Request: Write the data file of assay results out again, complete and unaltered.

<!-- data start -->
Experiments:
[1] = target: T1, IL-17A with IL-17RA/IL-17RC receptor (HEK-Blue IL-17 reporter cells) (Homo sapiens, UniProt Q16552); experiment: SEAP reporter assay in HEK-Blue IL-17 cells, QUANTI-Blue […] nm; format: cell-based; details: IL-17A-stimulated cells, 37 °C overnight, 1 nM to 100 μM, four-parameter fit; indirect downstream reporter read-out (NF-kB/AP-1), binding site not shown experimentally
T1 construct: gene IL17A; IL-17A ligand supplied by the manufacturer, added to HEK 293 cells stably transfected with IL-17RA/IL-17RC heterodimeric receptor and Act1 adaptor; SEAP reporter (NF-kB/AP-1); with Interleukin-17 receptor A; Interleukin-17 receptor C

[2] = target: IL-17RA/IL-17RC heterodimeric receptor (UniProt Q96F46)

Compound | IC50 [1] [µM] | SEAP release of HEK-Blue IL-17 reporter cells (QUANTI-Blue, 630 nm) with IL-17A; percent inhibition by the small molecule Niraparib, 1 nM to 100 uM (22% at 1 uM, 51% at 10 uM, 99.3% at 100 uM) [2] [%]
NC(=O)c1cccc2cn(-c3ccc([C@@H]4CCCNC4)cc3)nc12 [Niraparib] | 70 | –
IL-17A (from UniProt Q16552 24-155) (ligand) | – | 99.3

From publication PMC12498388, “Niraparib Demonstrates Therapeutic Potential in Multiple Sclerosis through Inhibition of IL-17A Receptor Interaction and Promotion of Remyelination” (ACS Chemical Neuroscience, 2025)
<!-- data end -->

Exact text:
Experiments:
[1] = target: T1, IL-17A with IL-17RA/IL-17RC receptor (HEK-Blue IL-17 reporter cells) (Homo sapiens, UniProt Q16552); experiment: SEAP reporter assay in HEK-Blue IL-17 cells, QUANTI-Blue […] nm; format: cell-based; details: IL-17A-stimulated cells, 37 °C overnight, 1 nM to 100 μM, four-parameter fit; indirect downstream reporter read-out (NF-kB/AP-1), binding site not shown experimentally
T1 construct: gene IL17A; IL-17A ligand supplied by the manufacturer, added to HEK 293 cells stably transfected with IL-17RA/IL-17RC heterodimeric receptor and Act1 adaptor; SEAP reporter (NF-kB/AP-1); with Interleukin-17 receptor A; Interleukin-17 receptor C

[2] = target: IL-17RA/IL-17RC heterodimeric receptor (UniProt Q96F46)

Compound | IC50 [1] [µM] | SEAP release of HEK-Blue IL-17 reporter cells (QUANTI-Blue, 630 nm) with IL-17A; percent inhibition by the small molecule Niraparib, 1 nM to 100 uM (22% at 1 uM, 51% at 10 uM, 99.3% at 100 uM) [2] [%]
NC(=O)c1cccc2cn(-c3ccc([C@@H]4CCCNC4)cc3)nc12 [Niraparib] | 70 | –
IL-17A (from UniProt Q16552 24-155) (ligand) | – | 99.3

From publication PMC12498388, “Niraparib Demonstrates Therapeutic Potential in Multiple Sclerosis through Inhibition of IL-17A Receptor Interaction and Promotion of Remyelination” (ACS Chemical Neuroscience, 2025)